Mailers Await Lawmakers' Decision on Postal Funding

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A House-Senate conference committee was scheduled to discuss a compromise on two versions of a Defense Department appropriations bill today, a process that will determine whether the U.S. Postal Service receives up to $600 million in additional funding.


The Senate version of the bill, passed by voice vote Dec. 7, adds $600 million for the postal service while the House of Representatives version allocated no extra money for the USPS. The funds would offset initial costs of security measures needed to protect postal employees and customers from anthrax.


The Direct Marketing Association sent a letter to key House and Senate members, urging support for the Senate bill.


"This is certainly a request that should not be denied in light of our current times," said H. Robert Wientzen, president/CEO of the DMA.


Mailers also hope the final bill includes money for the USPS.


"We have the possibility of anywhere from zero dollars to $600 million in the bill that comes out, so we are concerned," said Jerry Cerasale, the DMA's senior vice president of government affairs. "We are working, however, to make sure it is known that funding is needed."


Cerasale also said that the DMA is lobbying the conferees.


"It's an uphill struggle, but we hope to be victorious in it," he said.


No matter how much the USPS gets from the bill, Cerasale said, it wouldn't affect the current rate case proposal, which calls for an average increase of 8.7 percent. He also said it wouldn't affect the rate case settlement still being debated.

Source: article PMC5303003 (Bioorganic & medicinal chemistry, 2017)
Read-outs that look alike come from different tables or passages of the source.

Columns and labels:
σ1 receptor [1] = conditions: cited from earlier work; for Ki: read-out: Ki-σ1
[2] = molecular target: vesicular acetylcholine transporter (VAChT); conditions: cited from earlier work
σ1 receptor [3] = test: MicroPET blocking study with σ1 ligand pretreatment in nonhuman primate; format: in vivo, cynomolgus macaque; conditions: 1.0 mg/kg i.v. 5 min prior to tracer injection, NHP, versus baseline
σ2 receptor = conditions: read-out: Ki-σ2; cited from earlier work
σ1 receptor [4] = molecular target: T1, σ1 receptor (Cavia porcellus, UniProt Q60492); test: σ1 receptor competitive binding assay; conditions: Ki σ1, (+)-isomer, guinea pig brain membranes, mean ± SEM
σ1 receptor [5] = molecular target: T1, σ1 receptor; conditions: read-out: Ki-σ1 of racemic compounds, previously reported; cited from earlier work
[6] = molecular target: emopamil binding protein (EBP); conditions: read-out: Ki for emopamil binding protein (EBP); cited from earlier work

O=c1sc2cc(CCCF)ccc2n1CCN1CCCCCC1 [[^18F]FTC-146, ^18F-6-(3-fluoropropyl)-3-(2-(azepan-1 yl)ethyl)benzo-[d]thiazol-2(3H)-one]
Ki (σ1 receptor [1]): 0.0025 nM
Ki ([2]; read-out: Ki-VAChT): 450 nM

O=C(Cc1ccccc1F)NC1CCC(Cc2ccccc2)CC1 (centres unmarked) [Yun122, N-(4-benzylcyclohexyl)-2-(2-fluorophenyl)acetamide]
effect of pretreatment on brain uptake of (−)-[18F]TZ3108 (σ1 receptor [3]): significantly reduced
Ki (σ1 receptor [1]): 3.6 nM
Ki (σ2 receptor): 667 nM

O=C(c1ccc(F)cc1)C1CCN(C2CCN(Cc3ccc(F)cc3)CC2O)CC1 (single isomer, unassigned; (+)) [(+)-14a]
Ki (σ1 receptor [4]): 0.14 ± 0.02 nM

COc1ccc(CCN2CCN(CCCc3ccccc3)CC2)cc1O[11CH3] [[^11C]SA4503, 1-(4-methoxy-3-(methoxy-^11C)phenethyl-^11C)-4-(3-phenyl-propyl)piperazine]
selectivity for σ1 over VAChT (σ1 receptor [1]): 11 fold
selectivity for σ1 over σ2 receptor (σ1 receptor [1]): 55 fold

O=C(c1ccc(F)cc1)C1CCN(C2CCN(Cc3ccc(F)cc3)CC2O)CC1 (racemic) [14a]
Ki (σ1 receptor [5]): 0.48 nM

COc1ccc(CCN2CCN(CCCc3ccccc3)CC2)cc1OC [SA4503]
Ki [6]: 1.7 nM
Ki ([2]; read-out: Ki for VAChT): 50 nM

Officials have been meeting with executives from major mailing companies and industry groups over the past several weeks to accept the current rate case without challenge. If it is accepted, rates would rise in June, rather than September or October. If a settlement is not reached, the USPS has warned those involved that it would revise its numbers and seek increases of up to 19 percent.


Several parties involved say a settlement is impossible because many in the mailing industry oppose both higher and earlier rate increases. However, they said that mailers may be giving in slightly, rebelling against a June 2 date and coalescing to a date later in the summer.


Meanwhile, the procedural schedule for the current rate case continues. On Dec. 13, hearings for cross-examination of the USPS' case began.


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